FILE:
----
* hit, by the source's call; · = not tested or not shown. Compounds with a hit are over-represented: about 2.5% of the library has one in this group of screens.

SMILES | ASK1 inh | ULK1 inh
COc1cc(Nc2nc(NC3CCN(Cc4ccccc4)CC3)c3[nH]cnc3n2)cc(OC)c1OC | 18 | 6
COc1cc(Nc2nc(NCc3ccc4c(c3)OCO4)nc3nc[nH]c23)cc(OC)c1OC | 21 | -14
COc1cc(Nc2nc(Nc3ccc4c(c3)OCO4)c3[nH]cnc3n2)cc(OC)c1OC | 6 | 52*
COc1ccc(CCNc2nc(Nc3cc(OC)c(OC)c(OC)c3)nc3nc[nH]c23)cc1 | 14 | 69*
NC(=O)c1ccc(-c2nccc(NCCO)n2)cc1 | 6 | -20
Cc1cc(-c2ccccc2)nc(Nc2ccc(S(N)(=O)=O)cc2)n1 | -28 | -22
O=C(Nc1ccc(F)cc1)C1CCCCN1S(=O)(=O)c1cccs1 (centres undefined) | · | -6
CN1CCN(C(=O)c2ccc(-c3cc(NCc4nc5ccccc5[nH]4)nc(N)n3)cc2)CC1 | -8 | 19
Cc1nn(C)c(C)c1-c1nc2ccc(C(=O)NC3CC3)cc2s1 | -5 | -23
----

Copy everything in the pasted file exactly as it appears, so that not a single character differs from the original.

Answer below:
* hit, by the source's call; · = not tested or not shown. Compounds with a hit are over-represented: about 2.5% of the library has one in this group of screens.

SMILES | ASK1 inh | ULK1 inh
COc1cc(Nc2nc(NC3CCN(Cc4ccccc4)CC3)c3[nH]cnc3n2)cc(OC)c1OC | 18 | 6
COc1cc(Nc2nc(NCc3ccc4c(c3)OCO4)nc3nc[nH]c23)cc(OC)c1OC | 21 | -14
COc1cc(Nc2nc(Nc3ccc4c(c3)OCO4)c3[nH]cnc3n2)cc(OC)c1OC | 6 | 52*
COc1ccc(CCNc2nc(Nc3cc(OC)c(OC)c(OC)c3)nc3nc[nH]c23)cc1 | 14 | 69*
NC(=O)c1ccc(-c2nccc(NCCO)n2)cc1 | 6 | -20
Cc1cc(-c2ccccc2)nc(Nc2ccc(S(N)(=O)=O)cc2)n1 | -28 | -22
O=C(Nc1ccc(F)cc1)C1CCCCN1S(=O)(=O)c1cccs1 (centres undefined) | · | -6
CN1CCN(C(=O)c2ccc(-c3cc(NCc4nc5ccccc5[nH]4)nc(N)n3)cc2)CC1 | -8 | 19
Cc1nn(C)c(C)c1-c1nc2ccc(C(=O)NC3CC3)cc2s1 | -5 | -23